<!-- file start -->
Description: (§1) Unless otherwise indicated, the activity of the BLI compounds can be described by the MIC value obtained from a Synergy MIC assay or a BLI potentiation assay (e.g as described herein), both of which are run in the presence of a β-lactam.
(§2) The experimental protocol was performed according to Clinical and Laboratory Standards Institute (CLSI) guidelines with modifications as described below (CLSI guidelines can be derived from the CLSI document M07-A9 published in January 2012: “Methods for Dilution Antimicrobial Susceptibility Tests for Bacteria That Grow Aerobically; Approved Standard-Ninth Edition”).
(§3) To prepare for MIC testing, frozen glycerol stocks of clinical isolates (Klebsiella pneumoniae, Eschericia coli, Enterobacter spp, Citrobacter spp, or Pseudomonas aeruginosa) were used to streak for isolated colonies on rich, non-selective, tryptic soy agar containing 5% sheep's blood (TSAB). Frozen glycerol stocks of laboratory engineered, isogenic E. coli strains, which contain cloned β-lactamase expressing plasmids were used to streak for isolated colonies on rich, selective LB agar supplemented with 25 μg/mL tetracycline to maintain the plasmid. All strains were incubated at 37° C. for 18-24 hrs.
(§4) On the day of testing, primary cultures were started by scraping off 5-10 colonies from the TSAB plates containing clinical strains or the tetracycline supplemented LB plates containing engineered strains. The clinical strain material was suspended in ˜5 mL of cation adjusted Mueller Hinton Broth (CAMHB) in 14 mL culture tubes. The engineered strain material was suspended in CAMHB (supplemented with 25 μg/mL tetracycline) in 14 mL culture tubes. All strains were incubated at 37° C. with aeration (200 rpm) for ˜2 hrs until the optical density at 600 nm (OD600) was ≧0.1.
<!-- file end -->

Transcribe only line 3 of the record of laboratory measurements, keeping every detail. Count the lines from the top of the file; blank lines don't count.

(§3) To prepare for MIC testing, frozen glycerol stocks of clinical isolates (Klebsiella pneumoniae, Eschericia coli, Enterobacter spp, Citrobacter spp, or Pseudomonas aeruginosa) were used to streak for isolated colonies on rich, non-selective, tryptic soy agar containing 5% sheep's blood (TSAB). Frozen glycerol stocks of laboratory engineered, isogenic E. coli strains, which contain cloned β-lactamase expressing plasmids were used to streak for isolated colonies on rich, selective LB agar supplemented with 25 μg/mL tetracycline to maintain the plasmid. All strains were incubated at 37° C. for 18-24 hrs.